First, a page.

CAPE CANAVERAL, Florida – The entire mission to the International Space Station is ready to fly, mission leaders announced today (April 7).
Tomorrow (April 8), a team of four, led by a former NASA astronaut, is scheduled to begin a 10 -day journey into space aboard a SpaceX Crew Dragon spacecraft aboard a Falcon rocket. 9. Their mission is Ax-1, the first flight for Texas-based aerospace company Axiom Space.
“This is an important event, and we are thrilled to be here to show our readiness and willingness to move forward with a start tomorrow,” said Angela Hart, LEO (low Earth) Program Director. orbit) or NASA. started the news conference today.
Ax-1 is scheduled to launch at 11:17 am EDT (1517 GMT) from Pad 39A at NASA’s Kennedy Space Center on Florida’s Space Coast. You can watch it live here on Space.com or via SpaceX’s YouTube page (opens on new page); the live broadcast will begin at about 7:55 am EDT (1155 GMT).
Live updates: Ax-1 is the personal missionary in space
Michael López-Alegría is the NASA pilot and Axiom crew currently in command of the Ax-1 mission. He will be joined by paid clients: Larry Connor and missionary lawyers Eytan Stibbe and Mark Pathy. The quartet will begin tomorrow on a 10 -day mission that will include eight days aboard the International Space Station.
Ax-1 is scheduled to connect with node 2 zenith port of the center on Saturday (April 9).
While storms around the Space Coast are better today, the weather is expected to improve before starting tomorrow, said Brian Cizek, a time management officer with the U.S. Space Force. 45th Weather Squadron, in today’s brief.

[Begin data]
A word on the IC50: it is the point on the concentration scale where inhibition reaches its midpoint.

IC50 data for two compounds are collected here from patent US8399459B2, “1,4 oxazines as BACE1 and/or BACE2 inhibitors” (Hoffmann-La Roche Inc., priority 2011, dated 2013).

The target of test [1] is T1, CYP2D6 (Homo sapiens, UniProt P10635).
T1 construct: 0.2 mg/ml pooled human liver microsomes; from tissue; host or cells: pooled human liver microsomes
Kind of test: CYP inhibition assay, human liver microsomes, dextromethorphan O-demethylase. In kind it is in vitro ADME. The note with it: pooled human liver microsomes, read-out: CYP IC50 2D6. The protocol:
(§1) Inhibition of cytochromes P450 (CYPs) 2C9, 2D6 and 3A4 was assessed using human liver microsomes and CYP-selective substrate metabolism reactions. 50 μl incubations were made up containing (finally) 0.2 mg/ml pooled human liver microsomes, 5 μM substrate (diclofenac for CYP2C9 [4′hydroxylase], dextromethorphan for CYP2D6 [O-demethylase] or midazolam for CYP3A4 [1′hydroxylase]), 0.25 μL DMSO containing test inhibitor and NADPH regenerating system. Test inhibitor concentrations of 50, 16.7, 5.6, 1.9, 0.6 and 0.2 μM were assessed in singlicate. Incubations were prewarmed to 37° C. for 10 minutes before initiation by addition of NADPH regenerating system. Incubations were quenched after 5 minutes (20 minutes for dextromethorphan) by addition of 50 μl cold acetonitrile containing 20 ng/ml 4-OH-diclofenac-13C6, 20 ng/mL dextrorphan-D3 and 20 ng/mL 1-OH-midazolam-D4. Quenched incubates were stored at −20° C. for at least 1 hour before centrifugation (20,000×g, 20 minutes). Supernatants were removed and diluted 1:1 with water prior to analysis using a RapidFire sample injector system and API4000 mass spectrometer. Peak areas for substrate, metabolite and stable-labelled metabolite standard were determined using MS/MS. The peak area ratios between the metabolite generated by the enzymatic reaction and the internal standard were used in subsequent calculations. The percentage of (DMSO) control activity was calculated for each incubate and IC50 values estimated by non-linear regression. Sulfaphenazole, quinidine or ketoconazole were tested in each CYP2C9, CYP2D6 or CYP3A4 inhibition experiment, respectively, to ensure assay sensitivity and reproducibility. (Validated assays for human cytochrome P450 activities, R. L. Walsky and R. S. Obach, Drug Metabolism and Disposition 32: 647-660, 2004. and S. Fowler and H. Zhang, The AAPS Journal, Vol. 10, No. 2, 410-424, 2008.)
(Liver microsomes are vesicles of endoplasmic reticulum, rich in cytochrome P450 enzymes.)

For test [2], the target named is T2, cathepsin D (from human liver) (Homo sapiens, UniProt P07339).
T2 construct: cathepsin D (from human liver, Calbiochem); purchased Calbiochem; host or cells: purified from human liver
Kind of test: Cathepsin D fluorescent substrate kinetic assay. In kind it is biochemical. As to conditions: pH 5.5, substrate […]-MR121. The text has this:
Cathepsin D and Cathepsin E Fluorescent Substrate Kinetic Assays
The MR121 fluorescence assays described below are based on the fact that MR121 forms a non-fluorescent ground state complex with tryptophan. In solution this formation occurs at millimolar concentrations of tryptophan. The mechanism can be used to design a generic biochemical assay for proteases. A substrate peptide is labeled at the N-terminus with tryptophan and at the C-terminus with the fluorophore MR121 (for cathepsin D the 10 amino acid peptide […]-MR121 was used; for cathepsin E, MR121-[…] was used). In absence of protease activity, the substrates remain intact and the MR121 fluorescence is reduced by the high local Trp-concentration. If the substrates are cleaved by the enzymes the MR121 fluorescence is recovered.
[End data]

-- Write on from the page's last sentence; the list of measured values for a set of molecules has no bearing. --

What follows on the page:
“The good news is, tomorrow through the weekend will be better than what we saw today,” Cizek said. While there are some thunderstorms today, “the high pressure will be going up tomorrow through the weekend and the weather will be better at the Kennedy Space Center,” he said.
There are some worries about the wind, but there is only a 10% chance that the weather will be broken by the time it starts tomorrow.
Ax-1 is a private astronaut voyage, but members of the group insisted it was not a “space tourism” flight or a fun flight of any kind. According to the mission division, the riders trained hard for Ax-1. They were trained on how to perform personal cleaning and other daily tasks in the air as well as on -site emergency procedures, maintenance and repair procedures, notification and documentation and. with scientific experimentation. The sailors reported that they would bring over 25 more scientific experiments to perform during their eight -day stay.
“They want to be the best personal astronauts you can imagine, and they’re trained that way,” Derek Hassmann, executive director at Axiom Space, told Space.com in the time of the news. “They’re well -prepared, they know where they’re going to fit into the big set of things. They want to be nice house guests, if you want.”
Hassmann added that López-Alegría’s vast knowledge as a NASA astronaut and as an airport leader would allow him to guide his colleagues and support them in reducing the ” trouble ”to the people of the field.
“Our goal to get into this is to set the highest standard and show everyone around the world that this is a real thing to do – they can be right to make it happen. , ”Hassmann added.